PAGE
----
People at risk of suicide and self-harm to get enhanced care, province says

WATCH: A major announcement from the BC government Thursday morning. The province is committing $ 2 million to support people who are at risk of suicide. Jasmine Bala has the details.

People living with mental-health challenges, particularly those with thoughts of suicide and self-harm, will now have access to “improved quality of care in mental-health and substance-use treatments,” the provincial government announced Thursday morning.

In a press conference, B.C. Minister of Mental Health and Addictions Sheila Malcolmson said the province is investing $2 million to support an initiative that will create “provincewide standards and training to improve care in the health-care system for people who may be


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“When people are in a mental-health crisis, we want them to receive the best possible care,” Malcolmson said.

“That’s why our government is making system-wide improvements to transform care for those experiencing mental-health crises and suicidal thoughts. We’re supporting health-care professionals so that they have the tools they need to provide the best possible care for people and reduce suicide deaths.”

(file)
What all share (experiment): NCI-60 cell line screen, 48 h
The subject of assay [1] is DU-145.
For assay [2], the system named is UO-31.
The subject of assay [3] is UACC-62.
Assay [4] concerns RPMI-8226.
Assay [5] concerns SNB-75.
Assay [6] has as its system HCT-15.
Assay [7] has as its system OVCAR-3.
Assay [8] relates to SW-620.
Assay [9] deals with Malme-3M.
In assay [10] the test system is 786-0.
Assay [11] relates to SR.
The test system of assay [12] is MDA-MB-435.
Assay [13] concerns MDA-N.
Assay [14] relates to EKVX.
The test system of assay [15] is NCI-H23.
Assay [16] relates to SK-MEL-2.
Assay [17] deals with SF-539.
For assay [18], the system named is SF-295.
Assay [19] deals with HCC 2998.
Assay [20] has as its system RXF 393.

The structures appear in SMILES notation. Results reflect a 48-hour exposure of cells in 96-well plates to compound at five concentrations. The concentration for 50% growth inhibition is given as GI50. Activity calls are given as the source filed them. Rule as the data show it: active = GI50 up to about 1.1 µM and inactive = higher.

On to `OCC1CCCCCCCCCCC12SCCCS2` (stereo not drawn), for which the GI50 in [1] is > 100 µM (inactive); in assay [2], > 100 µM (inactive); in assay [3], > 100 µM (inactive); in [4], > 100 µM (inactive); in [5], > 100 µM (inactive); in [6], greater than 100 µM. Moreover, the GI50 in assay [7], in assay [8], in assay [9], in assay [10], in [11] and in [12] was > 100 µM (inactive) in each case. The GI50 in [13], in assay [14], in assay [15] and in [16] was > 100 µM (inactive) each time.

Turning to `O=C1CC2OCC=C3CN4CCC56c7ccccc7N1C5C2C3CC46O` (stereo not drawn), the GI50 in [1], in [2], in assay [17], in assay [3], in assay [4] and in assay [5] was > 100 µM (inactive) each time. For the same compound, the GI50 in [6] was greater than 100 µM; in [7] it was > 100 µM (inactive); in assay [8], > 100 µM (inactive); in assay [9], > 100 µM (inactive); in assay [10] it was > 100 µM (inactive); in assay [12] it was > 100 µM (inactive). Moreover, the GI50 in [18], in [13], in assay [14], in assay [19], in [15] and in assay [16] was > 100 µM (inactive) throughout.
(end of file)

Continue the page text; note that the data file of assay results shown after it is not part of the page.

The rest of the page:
Emergency departments around the province will be able to treat people who are experiencing serious mental health issues, especially ones with thoughts of suicide and self-harm.

The initiative will develop a system that is geared toward suicide care based on “established international best practices, local clinical knowledge and expertise, as well as the perspectives of people with lived experiences,” according to the B.C. government.

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“This significant investment demonstrates a commitment to improving quality care for people in crisis,” said Jonathan Morris, Canadian Mental Health Association B.C. division’s CEO.

“Health-care settings like the emergency department offer important opportunities to prevent suicide.”

Each health authority in the province will also be receiving funding to support “evidence-based suicide prevention strategies” that will be developed to address priorities and gaps in care.

“People experiencing suicidal feelings have unique needs. There isn’t a one-size-fits-all treatment or care when people are experiencing a mental-health crisis,” Leah Hollins, Island Health’s chair said.

“These investments will allow us to better support our clients and their families by providing our staff with the knowledge, tools, and resources they need to effectively care for people in crisis.”

The BC Coroner’s Office reported that there were 582 suicide deaths investigated in 2021.

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